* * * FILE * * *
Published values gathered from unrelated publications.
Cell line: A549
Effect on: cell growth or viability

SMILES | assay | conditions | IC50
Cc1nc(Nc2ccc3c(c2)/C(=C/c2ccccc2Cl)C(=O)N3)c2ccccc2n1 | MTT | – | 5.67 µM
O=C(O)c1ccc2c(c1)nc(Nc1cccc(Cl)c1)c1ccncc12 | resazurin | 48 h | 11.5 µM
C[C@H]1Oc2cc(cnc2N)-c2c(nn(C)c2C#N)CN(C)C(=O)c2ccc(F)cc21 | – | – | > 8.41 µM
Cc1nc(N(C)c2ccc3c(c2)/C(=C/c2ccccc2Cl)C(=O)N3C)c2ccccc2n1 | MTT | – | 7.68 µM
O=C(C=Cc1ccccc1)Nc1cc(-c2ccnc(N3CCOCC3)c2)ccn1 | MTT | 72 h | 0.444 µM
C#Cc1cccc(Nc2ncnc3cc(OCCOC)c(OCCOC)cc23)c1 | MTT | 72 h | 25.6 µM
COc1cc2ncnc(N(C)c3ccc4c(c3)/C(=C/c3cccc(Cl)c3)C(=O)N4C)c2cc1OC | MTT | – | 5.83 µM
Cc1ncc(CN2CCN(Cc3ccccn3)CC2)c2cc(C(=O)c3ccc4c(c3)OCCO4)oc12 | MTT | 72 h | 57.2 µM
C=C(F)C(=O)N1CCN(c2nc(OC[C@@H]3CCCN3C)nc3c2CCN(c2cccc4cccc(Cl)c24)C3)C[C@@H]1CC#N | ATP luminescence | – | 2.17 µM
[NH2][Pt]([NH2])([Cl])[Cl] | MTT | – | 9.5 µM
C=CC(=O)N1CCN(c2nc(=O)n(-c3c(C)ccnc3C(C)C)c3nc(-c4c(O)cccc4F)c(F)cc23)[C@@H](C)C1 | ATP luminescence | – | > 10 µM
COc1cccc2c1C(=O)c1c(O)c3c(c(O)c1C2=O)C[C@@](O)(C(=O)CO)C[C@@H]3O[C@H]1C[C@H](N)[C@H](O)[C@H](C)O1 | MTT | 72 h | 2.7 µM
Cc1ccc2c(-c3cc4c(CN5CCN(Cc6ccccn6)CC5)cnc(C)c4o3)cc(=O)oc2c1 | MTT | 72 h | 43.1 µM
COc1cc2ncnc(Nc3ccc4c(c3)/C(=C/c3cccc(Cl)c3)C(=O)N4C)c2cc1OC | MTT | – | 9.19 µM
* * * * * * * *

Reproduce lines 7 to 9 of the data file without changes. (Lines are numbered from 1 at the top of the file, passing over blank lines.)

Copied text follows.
C[C@H]1Oc2cc(cnc2N)-c2c(nn(C)c2C#N)CN(C)C(=O)c2ccc(F)cc21 | – | – | > 8.41 µM
Cc1nc(N(C)c2ccc3c(c2)/C(=C/c2ccccc2Cl)C(=O)N3C)c2ccccc2n1 | MTT | – | 7.68 µM
O=C(C=Cc1ccccc1)Nc1cc(-c2ccnc(N3CCOCC3)c2)ccn1 | MTT | 72 h | 0.444 µM